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Next generation repositories

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Invited presentation given to open access event in Izmir, October 2017, as part of "open-access week"

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Next generation repositories

  1. 1. Paul Walk Director, Antleaf Managing Director, Dublin Core Metadata Initiative (DCMI) Web: http://www.paulwalk.net Email: paul@paulwalk.net Twitter: @paulwalk www.antleaf.com www.coar-repositories.org Next Generation Institutional Repositories
  2. 2. 3 cheers for the current generation of repositories!
  3. 3. cheer #1: proven technology, ubiquitous in our institutions
  4. 4. cheer #2: strong community support
  5. 5. cheer #3: distributed policy control
  6. 6. about the COAR Next Generation Repositories Working Group
  7. 7. Next Generation Repositories Working Group • Eloy Rodrigues, chair (COAR, Portugal) • Andrea Bollini (CINECA, Italy) • Alberto Cabezas (LA Referencia, Chile) • Donatella Castelli (OpenAIRE/CNR, Italy) • Les Carr (Southampton University, UK) • Leslie Chan (University of Toronto at Scarborough, Canada) • Rick Johnson (SHARE/University of Notre Dame, US) • Petr Knoth (Jisc and Open University, UK) • Paolo Manghi (CNR, Italy) • Lazarus Matizirofa (NRF, South Africa) • Pandelis Perakakis (Open Scholar, Spain) • Oya Rieger (Cornell University, US) • Jochen Schirrwagen (University of Bielefeld, Germany) • Daisy Selematsela (NRF, South Africa) • Kathleen Shearer (COAR, Canada) • Tim Smith (CERN, Switzerland) • Herbert Van de Sompel (Los Alamos National Laboratory, US) • Paul Walk (Antleaf, UK) • David Wilcox (Duraspace/Fedora, Canada) • ▪ Kazu Yamaji (National Institute of Informatics, Japan)
  8. 8. To position repositories as the foundation for a distributed, globally networked infrastructure for scholarly communication…
  9. 9. objectives • cross-repository interoperability • encourage the emergence of added-value services • transform the scholarly communication system by emphasising: • collective, open and distributed management of open content • collective innovation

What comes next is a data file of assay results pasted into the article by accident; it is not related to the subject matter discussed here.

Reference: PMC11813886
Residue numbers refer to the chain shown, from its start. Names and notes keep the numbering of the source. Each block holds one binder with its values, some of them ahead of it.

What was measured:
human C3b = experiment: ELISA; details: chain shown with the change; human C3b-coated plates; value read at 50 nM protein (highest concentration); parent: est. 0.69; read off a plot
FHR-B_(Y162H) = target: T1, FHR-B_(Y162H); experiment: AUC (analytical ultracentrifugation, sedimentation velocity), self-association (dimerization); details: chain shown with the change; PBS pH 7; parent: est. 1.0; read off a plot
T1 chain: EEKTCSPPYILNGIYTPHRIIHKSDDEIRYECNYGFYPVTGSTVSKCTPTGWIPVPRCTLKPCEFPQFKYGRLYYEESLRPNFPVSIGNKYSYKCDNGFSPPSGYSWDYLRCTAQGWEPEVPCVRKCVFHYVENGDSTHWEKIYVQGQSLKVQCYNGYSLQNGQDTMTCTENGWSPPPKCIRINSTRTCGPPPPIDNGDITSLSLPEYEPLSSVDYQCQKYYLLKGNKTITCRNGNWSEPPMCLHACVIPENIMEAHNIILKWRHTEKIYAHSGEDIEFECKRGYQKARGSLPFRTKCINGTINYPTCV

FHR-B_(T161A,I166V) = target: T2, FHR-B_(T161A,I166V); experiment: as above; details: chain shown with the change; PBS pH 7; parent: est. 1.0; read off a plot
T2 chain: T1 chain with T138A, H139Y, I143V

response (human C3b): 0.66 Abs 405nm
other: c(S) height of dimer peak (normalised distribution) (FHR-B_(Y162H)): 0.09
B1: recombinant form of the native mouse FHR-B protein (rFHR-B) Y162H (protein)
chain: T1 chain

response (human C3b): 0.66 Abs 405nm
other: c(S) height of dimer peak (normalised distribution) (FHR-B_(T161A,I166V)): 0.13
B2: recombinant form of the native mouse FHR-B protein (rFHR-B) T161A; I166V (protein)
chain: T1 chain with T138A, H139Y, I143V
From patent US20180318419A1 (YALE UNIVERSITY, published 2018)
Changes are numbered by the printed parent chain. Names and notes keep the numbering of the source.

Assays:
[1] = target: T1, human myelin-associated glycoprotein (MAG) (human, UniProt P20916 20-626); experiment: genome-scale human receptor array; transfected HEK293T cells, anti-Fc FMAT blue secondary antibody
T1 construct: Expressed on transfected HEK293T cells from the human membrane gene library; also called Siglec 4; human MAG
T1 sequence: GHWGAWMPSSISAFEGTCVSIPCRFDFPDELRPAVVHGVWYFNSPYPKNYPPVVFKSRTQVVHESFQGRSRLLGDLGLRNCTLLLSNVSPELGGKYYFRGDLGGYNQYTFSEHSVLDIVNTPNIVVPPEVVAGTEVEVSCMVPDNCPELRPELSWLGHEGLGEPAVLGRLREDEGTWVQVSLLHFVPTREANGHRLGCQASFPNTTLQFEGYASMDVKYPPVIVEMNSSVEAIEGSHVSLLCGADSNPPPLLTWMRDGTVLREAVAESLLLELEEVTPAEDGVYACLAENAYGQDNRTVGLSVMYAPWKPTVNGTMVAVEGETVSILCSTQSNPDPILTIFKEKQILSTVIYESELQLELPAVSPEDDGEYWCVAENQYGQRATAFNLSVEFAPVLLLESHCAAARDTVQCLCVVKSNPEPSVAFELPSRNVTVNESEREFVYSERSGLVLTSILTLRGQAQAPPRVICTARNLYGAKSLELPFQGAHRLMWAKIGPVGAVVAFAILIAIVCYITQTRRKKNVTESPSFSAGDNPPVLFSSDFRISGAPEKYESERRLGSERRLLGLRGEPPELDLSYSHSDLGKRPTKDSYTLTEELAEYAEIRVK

10. 10. principles • distribution of control of scholarly resources • inclusiveness: different institutions and regions have particular needs (e.g diverse language, policies and priorities) and this must be supported • for the public good • intelligent openness
  11. 11. Intended outputs • direct outputs: • the Next Generation Working Group will collectively produce: • reports • conceptual models • recommendations for particular technologies • indirect outputs: • some individuals independently of the Next Generation Working Group will: • implement software changes to repository platforms • build infrastructure (micro-services)
  12. 12. design assumptions • focus on resources • not just associated metadata - treat them equally • pragmatism • favour the simpler approach • evolution, not revolution • use existing software and systems where possible • convention over configuration • standardise only where necessary and minimise constraints • engage with users where they are: • integrate into environments and systems where users are already engaged Not all users are human, some are machines!
  13. 13. repository ‘behaviours’ and user-stories
  14. 14. “behaviours” • Supporting discovery of content • exposing identifiers and links between resources • supporting navigation • supporting batch discovery • actively sharing or exposing notifications • Participating in the social network • Global identification of people in the repository network • Annotation, commenting and reviews - e.g. Open Peer Review • Logging and exposing of user interaction data across repositories • Preservation • Supporting other processes • Declaring licenses at a resource level • Exposing standardised usage metrics • Content transfer (e.g. for text and data mining)